No backing away on emission cap for aviation sector: EU
New Delhi : The European Union (EU) will not back away from its decision to put a charge on carbon emissions from airlines from January 2012 but it is ready to address concerns of its global partners, a top official said Tuesday.
"In fighting today's climate change in Europe we are serious. So we want that each economic sector should contribute to fight climate change. The decision was taken in 2008 that aviation sector should also share this," EU Environment Commissioner Janez Potocnik said.
EU's proposal to cap planet-warming gases under its emission trading system makes it mandatory for airlines flying into its airspace to buy carbon credits equivalent to the carbon dioxide emitted by their aircraft.
Emission cap on aviation sector has become a legislation and there is no chance of backing away despite several countries, including India, protesting against it and calling it inconsistent with international law, Potocnik said.
"We are committed to fight climate change and we believe it is an indiscriminatory legislation that we have adopted. We are open to continue discussing with our global partners and if the global agreement would be a bit different we are ready to accommodate it," he said during an interaction here.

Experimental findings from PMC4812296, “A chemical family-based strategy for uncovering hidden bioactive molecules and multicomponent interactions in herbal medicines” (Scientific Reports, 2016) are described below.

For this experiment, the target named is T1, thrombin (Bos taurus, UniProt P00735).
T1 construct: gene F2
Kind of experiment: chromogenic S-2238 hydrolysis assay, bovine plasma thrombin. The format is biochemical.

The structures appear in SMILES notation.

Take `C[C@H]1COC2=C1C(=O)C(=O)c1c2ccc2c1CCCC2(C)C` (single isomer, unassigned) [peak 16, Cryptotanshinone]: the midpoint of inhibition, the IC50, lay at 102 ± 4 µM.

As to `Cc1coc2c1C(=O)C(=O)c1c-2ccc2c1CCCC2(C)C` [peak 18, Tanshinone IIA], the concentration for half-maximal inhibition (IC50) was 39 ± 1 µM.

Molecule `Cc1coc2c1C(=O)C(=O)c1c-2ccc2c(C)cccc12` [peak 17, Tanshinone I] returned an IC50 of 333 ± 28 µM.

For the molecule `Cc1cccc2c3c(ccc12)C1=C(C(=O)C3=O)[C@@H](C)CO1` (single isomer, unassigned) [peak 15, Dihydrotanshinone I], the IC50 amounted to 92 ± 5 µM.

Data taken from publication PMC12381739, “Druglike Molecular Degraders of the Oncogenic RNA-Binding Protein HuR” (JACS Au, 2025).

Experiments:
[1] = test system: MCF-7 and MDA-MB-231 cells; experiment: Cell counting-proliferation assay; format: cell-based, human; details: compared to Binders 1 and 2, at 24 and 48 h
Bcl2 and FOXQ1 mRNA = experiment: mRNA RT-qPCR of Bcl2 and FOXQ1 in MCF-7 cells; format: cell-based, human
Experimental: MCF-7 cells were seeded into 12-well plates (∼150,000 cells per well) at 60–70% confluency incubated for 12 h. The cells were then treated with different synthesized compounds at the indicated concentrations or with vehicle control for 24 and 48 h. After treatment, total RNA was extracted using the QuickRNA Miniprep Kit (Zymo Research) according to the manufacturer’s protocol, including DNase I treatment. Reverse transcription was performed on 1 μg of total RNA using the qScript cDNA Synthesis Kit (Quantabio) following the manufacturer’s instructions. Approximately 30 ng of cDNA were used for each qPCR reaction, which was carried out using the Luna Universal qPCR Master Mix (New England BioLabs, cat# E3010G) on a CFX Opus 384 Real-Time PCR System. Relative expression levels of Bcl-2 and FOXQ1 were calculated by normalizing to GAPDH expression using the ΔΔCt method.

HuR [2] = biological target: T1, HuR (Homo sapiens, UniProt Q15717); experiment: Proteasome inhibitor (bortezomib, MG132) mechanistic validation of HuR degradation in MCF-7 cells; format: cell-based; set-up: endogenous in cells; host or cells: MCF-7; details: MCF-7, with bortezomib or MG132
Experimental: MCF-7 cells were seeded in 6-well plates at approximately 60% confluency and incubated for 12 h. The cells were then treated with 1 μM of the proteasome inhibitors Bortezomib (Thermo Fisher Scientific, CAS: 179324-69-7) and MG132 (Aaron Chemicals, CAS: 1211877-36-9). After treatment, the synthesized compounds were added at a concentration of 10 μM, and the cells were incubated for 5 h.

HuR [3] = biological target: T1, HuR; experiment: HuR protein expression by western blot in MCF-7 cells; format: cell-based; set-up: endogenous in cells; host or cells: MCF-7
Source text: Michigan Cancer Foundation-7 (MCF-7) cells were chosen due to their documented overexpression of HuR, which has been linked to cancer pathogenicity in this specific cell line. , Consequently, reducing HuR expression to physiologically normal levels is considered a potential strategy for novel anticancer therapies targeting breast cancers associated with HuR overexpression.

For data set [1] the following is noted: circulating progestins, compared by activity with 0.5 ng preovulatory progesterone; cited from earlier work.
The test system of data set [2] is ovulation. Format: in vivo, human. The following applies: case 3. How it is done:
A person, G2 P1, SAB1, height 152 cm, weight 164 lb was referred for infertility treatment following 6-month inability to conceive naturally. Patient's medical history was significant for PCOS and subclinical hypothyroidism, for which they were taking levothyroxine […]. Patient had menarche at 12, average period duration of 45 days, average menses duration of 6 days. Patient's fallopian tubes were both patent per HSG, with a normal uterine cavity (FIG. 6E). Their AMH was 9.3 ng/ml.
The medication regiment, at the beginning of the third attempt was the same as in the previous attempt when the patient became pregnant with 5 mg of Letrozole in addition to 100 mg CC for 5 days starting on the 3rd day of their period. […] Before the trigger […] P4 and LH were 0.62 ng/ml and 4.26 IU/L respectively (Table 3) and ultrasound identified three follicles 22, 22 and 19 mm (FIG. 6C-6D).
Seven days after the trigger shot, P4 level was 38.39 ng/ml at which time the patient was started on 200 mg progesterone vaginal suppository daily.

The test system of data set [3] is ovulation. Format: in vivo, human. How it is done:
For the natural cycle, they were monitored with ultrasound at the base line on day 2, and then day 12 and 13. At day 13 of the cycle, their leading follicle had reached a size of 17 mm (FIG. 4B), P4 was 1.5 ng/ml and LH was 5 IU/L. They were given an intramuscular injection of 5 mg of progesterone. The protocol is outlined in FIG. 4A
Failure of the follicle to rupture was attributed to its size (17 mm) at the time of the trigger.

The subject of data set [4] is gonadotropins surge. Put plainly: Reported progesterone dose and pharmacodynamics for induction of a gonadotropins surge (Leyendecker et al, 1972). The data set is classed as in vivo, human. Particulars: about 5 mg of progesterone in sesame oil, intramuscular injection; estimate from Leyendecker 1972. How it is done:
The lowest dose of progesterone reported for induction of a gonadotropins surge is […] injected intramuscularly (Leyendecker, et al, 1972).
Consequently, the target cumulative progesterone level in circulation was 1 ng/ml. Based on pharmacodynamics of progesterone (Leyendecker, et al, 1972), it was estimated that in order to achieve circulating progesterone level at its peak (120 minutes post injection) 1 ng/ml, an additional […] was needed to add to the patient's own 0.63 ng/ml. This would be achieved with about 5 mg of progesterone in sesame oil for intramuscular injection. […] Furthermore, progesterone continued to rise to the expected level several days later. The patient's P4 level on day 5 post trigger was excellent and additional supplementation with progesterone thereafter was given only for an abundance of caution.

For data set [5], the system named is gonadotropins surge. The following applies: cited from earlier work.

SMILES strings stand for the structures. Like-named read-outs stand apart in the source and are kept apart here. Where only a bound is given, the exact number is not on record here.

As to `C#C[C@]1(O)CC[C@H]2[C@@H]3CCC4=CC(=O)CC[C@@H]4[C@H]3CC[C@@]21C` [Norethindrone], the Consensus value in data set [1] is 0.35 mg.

It is necessary for aviation sector to join other economic sectors to fight climate change as it is an increasing part of economic activity which cannot be ignored, the commissioner said.
EU emissions from aviation have increased fast - almost doubling since 1990. Aviation represents around 10 percent of greenhouse gas emissions covered by the EU emission trade system.
"It is not a system which we are imposing. It's about our space and we think that if we want to seriously deal with climate change, we need to take such measures," he said.
From 2012 onwards, under the EU Emissions Trading Scheme (ETS) airlines will need to hold permits to emit tonnes of carbon above a certain cap, facing stiff penalties (potentially including being banned from operating in the EU), should they fail to comply.
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